Friday, January 29, 2010

Algo's in action.. SanDisk case study (SNDK)

Algorithms are all over the equity markets the past year whether you believe it or not. I would like to answer two questions for you in this post: What do they do? How do they operate

 What do algo's really do?
In a nut shell they are in place to wreak havoc on momentum traders.. well no actually they are designed in theory to "add liquidity" to a thin market, while reducing the spread between bid/ask. I personally do not care if the spread is a nickel if the price is stable and not going to be whipped around by 100 shares flipped back and forth 50 times in 1 second. The wizard behind the curtain really is using these algo's to race up offers or down bids ahead of decent size resting limit orders in the book.

How do they operate?
If you look at the level II i have up on the left you will see 25 lots circled, these are the algo's benchmark limit orders. These orders never get hit and always are under and over the market 10-20 cents. The high speed computer programs uses these orders as a crutch or "out", meaning if the trade gets away from the computer it can always cross into the resting order and get out. When they are operating normally the algo's step in front of orders placing 1 lots right in front of the order. Once they get hit they hop on the other side of the market placing a bid or offer in front of the 25 lot OR the best bid and get hit. BOOM they made a rebate and a few pennies. This process is repeated over and over again, it never stops. You will notice these odd lots resting in the book in stocks like AAPL, RIMM etc. The algos are more prevalent in a slower low volume sideways trade, they usually disappear when volatility gets crazy as the chances of the aglo getting fowled up is higher.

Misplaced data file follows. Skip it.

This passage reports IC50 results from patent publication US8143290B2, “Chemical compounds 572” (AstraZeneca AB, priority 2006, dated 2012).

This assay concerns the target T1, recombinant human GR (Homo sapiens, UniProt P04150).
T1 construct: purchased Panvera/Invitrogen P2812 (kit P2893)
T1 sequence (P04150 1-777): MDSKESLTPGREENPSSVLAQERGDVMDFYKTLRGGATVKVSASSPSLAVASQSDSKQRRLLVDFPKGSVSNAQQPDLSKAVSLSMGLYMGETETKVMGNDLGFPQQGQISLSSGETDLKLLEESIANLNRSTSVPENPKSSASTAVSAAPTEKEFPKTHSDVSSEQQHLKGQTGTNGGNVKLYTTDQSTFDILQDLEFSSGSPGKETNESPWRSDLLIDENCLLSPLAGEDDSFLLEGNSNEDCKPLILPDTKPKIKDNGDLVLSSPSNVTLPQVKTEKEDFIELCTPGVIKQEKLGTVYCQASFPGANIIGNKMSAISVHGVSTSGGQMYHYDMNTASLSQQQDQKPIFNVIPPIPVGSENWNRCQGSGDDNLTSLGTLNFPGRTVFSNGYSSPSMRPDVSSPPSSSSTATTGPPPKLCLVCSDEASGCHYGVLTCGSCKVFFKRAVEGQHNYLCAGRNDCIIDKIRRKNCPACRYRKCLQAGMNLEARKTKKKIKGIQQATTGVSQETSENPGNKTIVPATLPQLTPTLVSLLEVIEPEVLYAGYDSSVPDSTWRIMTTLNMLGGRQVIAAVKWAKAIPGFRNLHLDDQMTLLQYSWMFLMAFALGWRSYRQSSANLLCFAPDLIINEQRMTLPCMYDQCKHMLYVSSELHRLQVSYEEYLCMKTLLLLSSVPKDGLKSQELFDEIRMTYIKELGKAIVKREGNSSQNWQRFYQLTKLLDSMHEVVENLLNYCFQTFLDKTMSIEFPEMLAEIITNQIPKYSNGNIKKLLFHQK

The firms running these algo's have done a very good job convincing the SEC and or whoever lets them run that they are harmless and beneficial to the markets. Pshh these things do nothing but make the level II data impossible and misleading and knock stocks off some of the strongest trends just because they stepped in front of a moderately sized order. The orders they exploit half the time are not even bigger than a 50 lot ie(50 x 100 = 5k shares). Be that as it may, algo's are not going anywhere fast, we might as well embrace them as hard as that may be. I know you hear me complaining about them because they do screw up a lot of great set ups but that's me, i think aloud. Have a good weekend.

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